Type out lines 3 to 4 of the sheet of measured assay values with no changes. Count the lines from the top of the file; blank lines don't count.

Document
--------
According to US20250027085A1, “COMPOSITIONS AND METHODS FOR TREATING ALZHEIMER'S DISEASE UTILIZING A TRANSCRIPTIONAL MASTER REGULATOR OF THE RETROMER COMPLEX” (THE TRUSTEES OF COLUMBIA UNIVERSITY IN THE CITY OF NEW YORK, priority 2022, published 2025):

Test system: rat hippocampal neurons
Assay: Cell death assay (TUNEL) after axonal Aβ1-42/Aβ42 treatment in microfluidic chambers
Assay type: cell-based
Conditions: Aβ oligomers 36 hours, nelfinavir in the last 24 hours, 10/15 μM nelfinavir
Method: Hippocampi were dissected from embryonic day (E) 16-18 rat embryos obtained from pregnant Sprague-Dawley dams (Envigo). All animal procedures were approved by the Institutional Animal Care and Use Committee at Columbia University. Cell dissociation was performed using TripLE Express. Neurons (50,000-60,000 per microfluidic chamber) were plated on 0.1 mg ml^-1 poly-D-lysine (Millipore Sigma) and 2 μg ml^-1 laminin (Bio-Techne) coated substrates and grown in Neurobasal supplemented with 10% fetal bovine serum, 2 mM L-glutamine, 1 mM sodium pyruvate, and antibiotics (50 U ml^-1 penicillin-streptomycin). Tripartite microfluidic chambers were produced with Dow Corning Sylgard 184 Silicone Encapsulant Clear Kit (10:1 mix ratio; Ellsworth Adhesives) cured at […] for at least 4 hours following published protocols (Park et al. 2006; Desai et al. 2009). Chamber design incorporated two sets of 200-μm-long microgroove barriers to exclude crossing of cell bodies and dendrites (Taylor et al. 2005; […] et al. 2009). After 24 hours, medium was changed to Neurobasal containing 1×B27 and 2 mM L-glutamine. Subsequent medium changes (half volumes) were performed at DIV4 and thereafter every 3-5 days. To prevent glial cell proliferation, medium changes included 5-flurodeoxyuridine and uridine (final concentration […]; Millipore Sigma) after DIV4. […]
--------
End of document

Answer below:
Assay: Cell death assay (TUNEL) after axonal Aβ1-42/Aβ42 treatment in microfluidic chambers
Assay type: cell-based